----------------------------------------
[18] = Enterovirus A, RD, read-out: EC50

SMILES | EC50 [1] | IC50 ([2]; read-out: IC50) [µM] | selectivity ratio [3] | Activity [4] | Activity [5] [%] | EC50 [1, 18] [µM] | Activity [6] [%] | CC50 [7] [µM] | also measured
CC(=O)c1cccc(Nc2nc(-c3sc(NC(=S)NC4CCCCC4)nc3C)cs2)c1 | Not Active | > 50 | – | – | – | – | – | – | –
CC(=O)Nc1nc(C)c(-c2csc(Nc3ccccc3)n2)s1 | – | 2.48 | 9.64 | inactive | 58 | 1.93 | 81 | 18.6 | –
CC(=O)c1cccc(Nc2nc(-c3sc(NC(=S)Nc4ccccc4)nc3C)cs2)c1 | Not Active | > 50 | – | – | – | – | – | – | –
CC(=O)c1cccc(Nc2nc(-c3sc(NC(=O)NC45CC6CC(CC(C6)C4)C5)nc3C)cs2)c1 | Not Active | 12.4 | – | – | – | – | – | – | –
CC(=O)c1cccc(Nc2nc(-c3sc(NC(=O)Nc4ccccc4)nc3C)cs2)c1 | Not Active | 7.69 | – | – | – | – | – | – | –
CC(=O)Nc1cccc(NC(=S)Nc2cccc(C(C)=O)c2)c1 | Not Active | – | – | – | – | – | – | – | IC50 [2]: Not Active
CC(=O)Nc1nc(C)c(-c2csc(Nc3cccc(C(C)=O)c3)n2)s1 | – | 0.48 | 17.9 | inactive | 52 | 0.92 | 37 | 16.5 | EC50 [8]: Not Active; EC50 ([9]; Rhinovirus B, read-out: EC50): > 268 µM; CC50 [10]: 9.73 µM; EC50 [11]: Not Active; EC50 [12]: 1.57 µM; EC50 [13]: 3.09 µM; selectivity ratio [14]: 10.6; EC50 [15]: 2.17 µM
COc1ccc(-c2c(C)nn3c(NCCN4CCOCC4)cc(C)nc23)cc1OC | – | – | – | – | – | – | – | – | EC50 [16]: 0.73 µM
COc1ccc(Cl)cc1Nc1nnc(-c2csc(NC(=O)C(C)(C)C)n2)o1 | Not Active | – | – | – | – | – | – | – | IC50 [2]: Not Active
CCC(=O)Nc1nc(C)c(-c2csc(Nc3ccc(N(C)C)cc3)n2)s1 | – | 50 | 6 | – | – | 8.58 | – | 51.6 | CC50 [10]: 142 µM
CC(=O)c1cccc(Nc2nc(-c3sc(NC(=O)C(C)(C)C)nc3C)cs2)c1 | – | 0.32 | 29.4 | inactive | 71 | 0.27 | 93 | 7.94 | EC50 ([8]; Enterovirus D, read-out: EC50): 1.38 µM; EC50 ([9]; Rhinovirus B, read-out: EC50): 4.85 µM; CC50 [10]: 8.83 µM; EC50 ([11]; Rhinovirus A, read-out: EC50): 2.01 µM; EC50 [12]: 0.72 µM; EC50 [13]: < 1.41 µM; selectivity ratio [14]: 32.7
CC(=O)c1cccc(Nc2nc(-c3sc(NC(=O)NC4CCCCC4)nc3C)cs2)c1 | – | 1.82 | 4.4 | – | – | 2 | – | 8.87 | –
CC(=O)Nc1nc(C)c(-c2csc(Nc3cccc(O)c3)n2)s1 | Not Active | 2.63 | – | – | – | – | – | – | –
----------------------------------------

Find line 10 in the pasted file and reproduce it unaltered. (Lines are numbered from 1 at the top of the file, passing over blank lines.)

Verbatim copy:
COc1ccc(-c2c(C)nn3c(NCCN4CCOCC4)cc(C)nc23)cc1OC | – | – | – | – | – | – | – | – | EC50 [16]: 0.73 µM